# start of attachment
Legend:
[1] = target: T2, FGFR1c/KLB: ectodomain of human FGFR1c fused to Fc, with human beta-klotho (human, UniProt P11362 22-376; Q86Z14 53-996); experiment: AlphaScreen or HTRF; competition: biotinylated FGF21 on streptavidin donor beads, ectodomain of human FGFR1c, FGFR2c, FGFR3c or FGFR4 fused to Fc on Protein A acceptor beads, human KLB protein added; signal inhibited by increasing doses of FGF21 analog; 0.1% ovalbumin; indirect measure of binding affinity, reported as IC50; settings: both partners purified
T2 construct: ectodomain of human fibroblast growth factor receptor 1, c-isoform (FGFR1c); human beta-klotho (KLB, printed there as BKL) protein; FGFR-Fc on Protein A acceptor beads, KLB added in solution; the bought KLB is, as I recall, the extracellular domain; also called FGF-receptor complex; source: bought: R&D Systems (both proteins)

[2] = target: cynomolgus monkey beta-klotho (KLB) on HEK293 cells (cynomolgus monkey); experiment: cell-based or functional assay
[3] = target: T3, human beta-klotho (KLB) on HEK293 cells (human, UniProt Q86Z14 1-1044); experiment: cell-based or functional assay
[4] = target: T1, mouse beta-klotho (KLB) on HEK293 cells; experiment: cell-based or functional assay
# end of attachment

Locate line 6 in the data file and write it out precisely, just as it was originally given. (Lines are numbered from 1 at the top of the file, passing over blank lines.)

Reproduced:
[4] = target: T1, mouse beta-klotho (KLB) on HEK293 cells; experiment: cell-based or functional assay